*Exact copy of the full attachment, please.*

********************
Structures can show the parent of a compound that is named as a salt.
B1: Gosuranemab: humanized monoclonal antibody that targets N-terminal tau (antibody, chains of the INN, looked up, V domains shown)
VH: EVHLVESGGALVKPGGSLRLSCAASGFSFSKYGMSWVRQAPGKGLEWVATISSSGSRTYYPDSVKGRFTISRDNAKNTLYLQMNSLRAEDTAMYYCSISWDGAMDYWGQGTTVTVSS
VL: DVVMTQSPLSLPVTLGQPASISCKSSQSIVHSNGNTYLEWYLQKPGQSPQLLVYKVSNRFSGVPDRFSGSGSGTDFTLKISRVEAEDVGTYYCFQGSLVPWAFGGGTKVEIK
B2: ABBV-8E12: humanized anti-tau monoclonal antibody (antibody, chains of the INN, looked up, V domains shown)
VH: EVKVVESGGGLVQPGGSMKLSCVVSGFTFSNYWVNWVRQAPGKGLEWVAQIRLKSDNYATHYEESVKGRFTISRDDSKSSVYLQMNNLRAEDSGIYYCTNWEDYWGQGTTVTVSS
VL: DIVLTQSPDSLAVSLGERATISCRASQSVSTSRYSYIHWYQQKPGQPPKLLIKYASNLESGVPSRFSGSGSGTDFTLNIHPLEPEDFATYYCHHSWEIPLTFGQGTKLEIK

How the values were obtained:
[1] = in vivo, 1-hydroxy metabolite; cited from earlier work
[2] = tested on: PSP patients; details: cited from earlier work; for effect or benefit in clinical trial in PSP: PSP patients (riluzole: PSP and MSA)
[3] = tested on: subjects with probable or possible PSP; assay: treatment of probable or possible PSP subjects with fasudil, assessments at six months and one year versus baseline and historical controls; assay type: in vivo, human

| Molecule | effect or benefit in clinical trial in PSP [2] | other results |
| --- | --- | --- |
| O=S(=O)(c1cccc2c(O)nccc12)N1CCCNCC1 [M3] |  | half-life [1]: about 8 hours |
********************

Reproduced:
Structures can show the parent of a compound that is named as a salt.
B1: Gosuranemab: humanized monoclonal antibody that targets N-terminal tau (antibody, chains of the INN, looked up, V domains shown)
VH: EVHLVESGGALVKPGGSLRLSCAASGFSFSKYGMSWVRQAPGKGLEWVATISSSGSRTYYPDSVKGRFTISRDNAKNTLYLQMNSLRAEDTAMYYCSISWDGAMDYWGQGTTVTVSS
VL: DVVMTQSPLSLPVTLGQPASISCKSSQSIVHSNGNTYLEWYLQKPGQSPQLLVYKVSNRFSGVPDRFSGSGSGTDFTLKISRVEAEDVGTYYCFQGSLVPWAFGGGTKVEIK
B2: ABBV-8E12: humanized anti-tau monoclonal antibody (antibody, chains of the INN, looked up, V domains shown)
VH: EVKVVESGGGLVQPGGSMKLSCVVSGFTFSNYWVNWVRQAPGKGLEWVAQIRLKSDNYATHYEESVKGRFTISRDDSKSSVYLQMNNLRAEDSGIYYCTNWEDYWGQGTTVTVSS
VL: DIVLTQSPDSLAVSLGERATISCRASQSVSTSRYSYIHWYQQKPGQPPKLLIKYASNLESGVPSRFSGSGSGTDFTLNIHPLEPEDFATYYCHHSWEIPLTFGQGTKLEIK

How the values were obtained:
[1] = in vivo, 1-hydroxy metabolite; cited from earlier work
[2] = tested on: PSP patients; details: cited from earlier work; for effect or benefit in clinical trial in PSP: PSP patients (riluzole: PSP and MSA)
[3] = tested on: subjects with probable or possible PSP; assay: treatment of probable or possible PSP subjects with fasudil, assessments at six months and one year versus baseline and historical controls; assay type: in vivo, human

| Molecule | effect or benefit in clinical trial in PSP [2] | other results |
| --- | --- | --- |
| O=S(=O)(c1cccc2c(O)nccc12)N1CCCNCC1 [M3] |  | half-life [1]: about 8 hours |